Metric: A specific and well-defined way to count the length of an algorithm or a puzzle solution. The most common metrics are htm or ftm (half turn or face turn metric, where every move of one face, or block containing a 1st slice, is counted as one turn), stm or btm (slice turn or block turn metric, where every move of one face, block, or slice is counted as one turn; some would say stm does not count blocks as one move but as separate slices), and qtm (like htm, except that only turns of the smallest valid angle increment (90 degrees on 3x3x3, for example) are counted as one move, and larger turns may be more than one move).

Orbit: This is the set of all pieces that can be moved to a specific location on the puzzle without rotating the puzzle. Sometimes there is more than one orbit of pieces that look the same.

Orientation: The way that a piece is positioned, independent of where it is on the puzzle; you can define a 'correct' orientation for each piece and location. On a Rubik's Cube, for instance, corners have three possible orientations. When you do moves to give a set of pieces the correct orientation, you are orienting them (not orientating). Pieces with the wrong orientation are typically said to be flipped (in the case of edges) or twisted (in the case of corners and centers) and algorithms to solve them are thus called flippers or twisters.

Parity: As I'll discuss later, pieces can normally be solved in cycles of three pieces, but if pieces cannot be solved like this then there is a (permutation) parity. There can also be orientation parities, if only one piece in an orbit is wrongly oriented, but these do not occur on all puzzles. The algorithm to fix any parity without disturbing other pieces is typically very long.

Permutation: Where a piece is on the puzzle, independent of the way it is positioned; if a piece is in the correct permutation it might still be misoriented (twisted or flipped). When you do moves to give a set of pieces the correct permutation, you are permuting them (not permutating).

Slice: One of the layers on an axis, not counting the outermost layer. A slice turn (or sometimes just slice) is a turn of one of these layers only.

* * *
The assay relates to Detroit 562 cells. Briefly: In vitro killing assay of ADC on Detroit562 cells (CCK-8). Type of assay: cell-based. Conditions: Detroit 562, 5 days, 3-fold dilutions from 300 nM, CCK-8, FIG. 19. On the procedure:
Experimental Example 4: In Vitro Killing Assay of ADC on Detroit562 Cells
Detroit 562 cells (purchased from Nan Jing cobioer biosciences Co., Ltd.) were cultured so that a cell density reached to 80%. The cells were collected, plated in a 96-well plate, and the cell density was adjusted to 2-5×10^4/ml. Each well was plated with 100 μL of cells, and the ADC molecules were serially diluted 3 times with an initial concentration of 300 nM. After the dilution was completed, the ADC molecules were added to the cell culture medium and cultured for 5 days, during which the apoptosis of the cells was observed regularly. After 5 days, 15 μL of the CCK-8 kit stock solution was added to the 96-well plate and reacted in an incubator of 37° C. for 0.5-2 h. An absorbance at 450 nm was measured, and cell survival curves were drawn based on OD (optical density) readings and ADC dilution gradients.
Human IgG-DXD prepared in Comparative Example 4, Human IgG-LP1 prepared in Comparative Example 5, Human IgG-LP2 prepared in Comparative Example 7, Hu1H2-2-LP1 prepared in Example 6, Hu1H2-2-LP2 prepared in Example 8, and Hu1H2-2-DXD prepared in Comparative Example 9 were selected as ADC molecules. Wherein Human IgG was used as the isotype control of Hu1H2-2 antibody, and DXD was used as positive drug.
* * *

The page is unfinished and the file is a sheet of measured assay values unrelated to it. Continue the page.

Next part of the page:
Supercube: A puzzle where some or all pieces are marked so that the position and orientation of every piece must be correct for the puzzle to be solved.

Trivial tip: A piece on the puzzle which can always be brought to its solved position in one move without disturbing any other pieces; they are called trivial because they are so easy to solve that they are often not even mentioned in methods. They are also known as tips. A pyraminx has four of these.

Twisty puzzle: Basically a sequential move puzzle where the goal is to turn various parts of it until it reaches one of its solved states. A pretty good list can be found at the twistypuzzles.com website. These are often simply referred to as puzzles, or even cubes.


In this post I'll describe my generalized notation for twisty puzzles. I might stray from this notation at times but I think this does a pretty decent job of describing moves for puzzles. There are a few levels of notation built on each other, and although it might seem overcomplicated most applications of this (such as writing down specific algorithms) only use simple features of it: for example, the well-known Sune algorithm for the 3x3x3 is still written R U R' U R U2 R'.

Not all of this will necessary make sense or seem useful to you now. However, if I use some notation that you are not familiar with, it would be helpful to come back to this post as a reference.

First you give each face of your puzzle a letter (or more than one if you are careful about it). Fortunately, for algorithms on dodecahedral and icosahedral puzzles, you usually don't have to label all of the faces. The standard naming for cubical puzzles, which you have probably seen before if you are into speedsolving, is to call the faces U (for the upper face), D (for the down face), F (for the front face), B (for the back face), R (for the right face), and L (for the left face). Typically if you see three faces in a shot of a cube they are assumed to be U, F, and R. I'll assume that you know what faces I am using when I talk about cubical puzzles, but if I am discussing a different puzzle I'll probably describe how I am naming faces or at least make it so that you can determine the meanings from context.

Now you can label the axes that you turn pieces around. There are three types of axes: faces, edges, and corners. Check out the puzzles at gelatinbrain if you aren't entirely sure what this means; the most common puzzles with various axes are the Rubik's Cube (face), Bevel/Helicopter Cube (edge), and Pyraminx (corner). Face axes are labeled by their face, edge axes are labeled by the two faces they touch, and corner axes are labeled by the three faces they touch; the face's names can be in any order, but they should not have spaces between them. This means that if you see an axis label (say UF on a 3x3x3) you should be able to quickly determine what type of axis it belongs to, so this notation can still handle puzzles with more than one type of notation.